The Technics SL-1200MK2 has been and always will be the most important and iconic piece of DJ equipment in EDM culture. Even a silhouette of this classic turntable screams DJ in almost every language. However, since its release in 1979, several other products have taken the DJ game to new highs (and sometimes lows). Here we count down the top 10 game changers in the DJ scene.
10. Gemini MX-2200
This two channel “battle mixer” was used by hip hop DJ pioneers across the U.S., and was even seen on Yo! MTV Raps. Its simple two channel format inspired generations of mixers to come, and bridged the gap between the one’s and twos.
9. Vestax PMC-05Pro
As DJing headed into a more scratch and turntablist oriented field, Vestax took the time to work with DMC Champions (the Invisibl Skratch Pickles) to design a two channel mixer (and crossfader) that could take a beating. The 05 offered a layout and features that most scratch mixers of the time lacked. Other companies tried to keep up, and the market was soon flooded with less expensive and less functional knock-offs.
8. Shure M447 Cartridges
Low record wear, super high output, foolproof skip resistance and excellent tracking ability soon propelled these needles as the go to for EDM and hip hop DJs alike. Plus they just look damn tough mounted to a Technics headshell.
7. Rane TTM-56 Mixer
Some may call it re-inventing the wheel (Vestax 05Pro), but Rane’s 56 had the outputs, sound quality and feel that 05 lacked. Add a non-contact fader and fully adjustable curve control- Rane had a winner.
6. Headliner Stashpack DJ Bag
After many tried and failed, Headliner finally nailed it on this bag. Pockets that fit and protected everything, slim, streamlined look and plush carpeted interior made this bag a hit with all DJs. If there were five DJ’s on the bill, five DJs had Headliners guaranteed.
The Headliner got the DJ bag right. None before, or since have come close to its ubiquity.
5. AiAiAi TMA-1
In a market dominated by Sony and Technics, AiAiAi did the unthinkable- they asked the DJs what they needed in a pair of headphones. The consensus was great sound, comfort AND durability. While the Japanese brands were heavy and guaranteed to break after 3 months, AiAiAi designed the TMA-1’s from the ground up, and soon could be seen on DJ’s heads world wide. Their relative success opened the gateway for other headphone brands to now legitimately enter the market.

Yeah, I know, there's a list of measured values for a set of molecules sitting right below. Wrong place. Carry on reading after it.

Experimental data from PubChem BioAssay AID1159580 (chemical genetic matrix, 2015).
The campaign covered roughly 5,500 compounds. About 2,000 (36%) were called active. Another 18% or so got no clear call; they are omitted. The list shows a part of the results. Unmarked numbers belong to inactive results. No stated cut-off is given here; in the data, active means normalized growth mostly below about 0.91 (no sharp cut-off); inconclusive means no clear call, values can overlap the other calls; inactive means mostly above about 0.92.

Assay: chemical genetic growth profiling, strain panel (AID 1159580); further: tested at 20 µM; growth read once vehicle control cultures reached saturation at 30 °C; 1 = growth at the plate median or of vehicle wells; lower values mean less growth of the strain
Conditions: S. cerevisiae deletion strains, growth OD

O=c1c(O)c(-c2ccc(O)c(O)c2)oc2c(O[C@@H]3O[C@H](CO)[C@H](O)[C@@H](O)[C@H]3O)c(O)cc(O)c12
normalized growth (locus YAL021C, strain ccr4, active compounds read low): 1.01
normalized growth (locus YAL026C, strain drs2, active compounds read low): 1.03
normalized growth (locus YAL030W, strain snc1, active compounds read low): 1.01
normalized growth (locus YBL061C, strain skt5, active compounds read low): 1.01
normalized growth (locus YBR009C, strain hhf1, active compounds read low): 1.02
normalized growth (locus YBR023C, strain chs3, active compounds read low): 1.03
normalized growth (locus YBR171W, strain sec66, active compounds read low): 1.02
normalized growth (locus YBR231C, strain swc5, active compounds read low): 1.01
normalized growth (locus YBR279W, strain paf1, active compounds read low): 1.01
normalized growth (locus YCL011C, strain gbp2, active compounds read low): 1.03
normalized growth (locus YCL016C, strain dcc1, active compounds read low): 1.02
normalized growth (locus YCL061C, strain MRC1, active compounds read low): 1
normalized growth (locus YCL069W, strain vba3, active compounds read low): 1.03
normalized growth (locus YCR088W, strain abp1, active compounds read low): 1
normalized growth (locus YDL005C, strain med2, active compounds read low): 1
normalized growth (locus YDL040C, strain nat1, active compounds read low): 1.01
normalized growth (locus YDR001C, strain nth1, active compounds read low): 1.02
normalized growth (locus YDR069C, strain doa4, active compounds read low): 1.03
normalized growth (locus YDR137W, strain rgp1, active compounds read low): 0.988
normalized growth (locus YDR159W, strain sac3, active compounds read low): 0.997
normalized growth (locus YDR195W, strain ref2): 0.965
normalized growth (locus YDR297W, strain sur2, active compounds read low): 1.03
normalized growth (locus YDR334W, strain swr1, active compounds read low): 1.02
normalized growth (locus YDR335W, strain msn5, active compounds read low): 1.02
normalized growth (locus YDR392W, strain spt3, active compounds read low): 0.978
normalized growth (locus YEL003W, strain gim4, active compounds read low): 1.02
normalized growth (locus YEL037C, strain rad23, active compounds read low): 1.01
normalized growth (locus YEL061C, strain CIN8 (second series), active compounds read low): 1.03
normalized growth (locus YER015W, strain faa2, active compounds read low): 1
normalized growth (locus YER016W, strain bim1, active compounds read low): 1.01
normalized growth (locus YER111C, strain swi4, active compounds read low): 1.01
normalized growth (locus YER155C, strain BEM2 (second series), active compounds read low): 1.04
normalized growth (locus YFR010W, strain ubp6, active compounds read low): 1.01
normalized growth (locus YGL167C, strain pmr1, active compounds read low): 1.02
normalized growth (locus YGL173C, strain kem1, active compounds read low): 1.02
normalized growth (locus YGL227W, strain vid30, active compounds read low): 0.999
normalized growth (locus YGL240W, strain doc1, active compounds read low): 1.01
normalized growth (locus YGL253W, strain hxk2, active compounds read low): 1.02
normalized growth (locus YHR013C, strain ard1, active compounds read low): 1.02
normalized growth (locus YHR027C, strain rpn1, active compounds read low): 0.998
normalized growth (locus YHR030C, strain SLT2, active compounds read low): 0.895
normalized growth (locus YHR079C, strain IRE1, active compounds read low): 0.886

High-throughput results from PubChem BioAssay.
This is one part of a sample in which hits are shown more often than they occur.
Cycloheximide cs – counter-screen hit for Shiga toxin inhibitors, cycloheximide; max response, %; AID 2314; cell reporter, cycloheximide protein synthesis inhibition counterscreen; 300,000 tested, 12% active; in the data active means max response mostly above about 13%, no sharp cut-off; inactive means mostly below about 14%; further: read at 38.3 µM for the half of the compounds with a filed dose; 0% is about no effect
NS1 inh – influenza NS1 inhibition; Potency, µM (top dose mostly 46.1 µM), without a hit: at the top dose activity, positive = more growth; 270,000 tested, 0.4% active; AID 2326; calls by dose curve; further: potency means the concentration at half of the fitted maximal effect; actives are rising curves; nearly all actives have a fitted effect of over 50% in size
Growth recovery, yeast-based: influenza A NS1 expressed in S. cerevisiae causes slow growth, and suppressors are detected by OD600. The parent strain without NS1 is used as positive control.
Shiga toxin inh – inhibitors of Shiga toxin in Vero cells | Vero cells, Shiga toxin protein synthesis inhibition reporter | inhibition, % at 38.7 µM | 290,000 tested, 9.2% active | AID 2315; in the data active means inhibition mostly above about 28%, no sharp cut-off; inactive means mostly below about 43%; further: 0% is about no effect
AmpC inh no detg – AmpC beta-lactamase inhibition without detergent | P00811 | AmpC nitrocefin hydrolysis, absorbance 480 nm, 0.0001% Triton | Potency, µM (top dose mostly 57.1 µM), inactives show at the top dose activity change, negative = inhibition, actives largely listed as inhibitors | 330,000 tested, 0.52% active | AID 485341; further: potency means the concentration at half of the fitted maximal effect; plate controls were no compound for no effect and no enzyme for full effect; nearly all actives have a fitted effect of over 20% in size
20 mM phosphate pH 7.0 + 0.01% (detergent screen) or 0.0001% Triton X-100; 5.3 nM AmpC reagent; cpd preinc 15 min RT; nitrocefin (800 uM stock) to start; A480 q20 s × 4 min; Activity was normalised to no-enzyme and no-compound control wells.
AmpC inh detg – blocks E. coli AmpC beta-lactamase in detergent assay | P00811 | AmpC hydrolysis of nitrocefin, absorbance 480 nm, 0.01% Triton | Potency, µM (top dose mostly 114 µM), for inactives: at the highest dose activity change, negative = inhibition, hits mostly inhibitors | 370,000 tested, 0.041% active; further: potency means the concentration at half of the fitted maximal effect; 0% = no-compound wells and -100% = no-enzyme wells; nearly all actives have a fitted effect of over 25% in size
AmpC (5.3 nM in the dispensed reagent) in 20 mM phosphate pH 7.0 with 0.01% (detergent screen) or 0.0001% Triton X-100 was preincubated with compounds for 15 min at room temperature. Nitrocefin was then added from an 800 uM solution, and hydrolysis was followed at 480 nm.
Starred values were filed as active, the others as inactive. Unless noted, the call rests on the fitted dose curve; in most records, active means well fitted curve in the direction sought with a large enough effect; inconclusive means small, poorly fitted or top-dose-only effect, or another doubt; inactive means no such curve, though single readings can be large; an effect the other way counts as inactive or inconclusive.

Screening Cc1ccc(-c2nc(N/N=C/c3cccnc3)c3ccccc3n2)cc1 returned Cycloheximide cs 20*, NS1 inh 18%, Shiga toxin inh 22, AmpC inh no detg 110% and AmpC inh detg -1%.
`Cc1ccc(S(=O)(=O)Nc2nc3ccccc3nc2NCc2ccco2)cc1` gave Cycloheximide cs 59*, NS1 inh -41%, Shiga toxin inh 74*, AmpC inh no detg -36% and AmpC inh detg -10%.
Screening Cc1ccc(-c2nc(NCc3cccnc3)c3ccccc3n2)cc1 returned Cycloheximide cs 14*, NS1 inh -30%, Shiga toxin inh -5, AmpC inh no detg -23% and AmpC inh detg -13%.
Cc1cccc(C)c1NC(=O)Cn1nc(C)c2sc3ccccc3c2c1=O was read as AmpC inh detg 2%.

A DJ’s music library is a part of a DJ’s rig, and after the digital revolution, Beatport changed the way DJ’s and producers could not only buy, but sell music. iTunes was too restrictive on their quality of files (128 kpbs is not a good look), selection of music, and security constraints. Beatport was successfully able to reign in the wild west blog house music scene and monetize it (along with already established EDM artists).
3. Pioneer DJM-800
While the Pioneer DJM-800 had many features that set it apart from the rest- there are two that stand out: Color Effects and Filter. You add four channels, midi-capability and easy to use controls, it’s not surprising that it quickly replaced Rane 56’s and 57s as the go-to installation mixers.
2. Pioneer CDJ-2000
Whether by design or by circumstance, the CDJ-2000 has become the industry standard DJ deck in clubs and festivals worldwide. Its playback format capabilities are unsurpassed, and its full color screen combined with sleek layout make it almost as sexy as a Technics 1200.
1. Rane Serato Scratch Live
While there were programs before Scratch Live and many to come after, Rane/Serato’s collaboration on the SL1 was an absolute game changer in the DJ industry. Scratch Live’s layout was intuitive and clutter free, allowing DJs to preserve the essence of mixing and scratching on vinyl while actually controlling mp3’s. The masses could now spin their libraries without the heavy investment and space issues associated with collecting vinyl, and the professionals could now bring their record collections with them around the globe.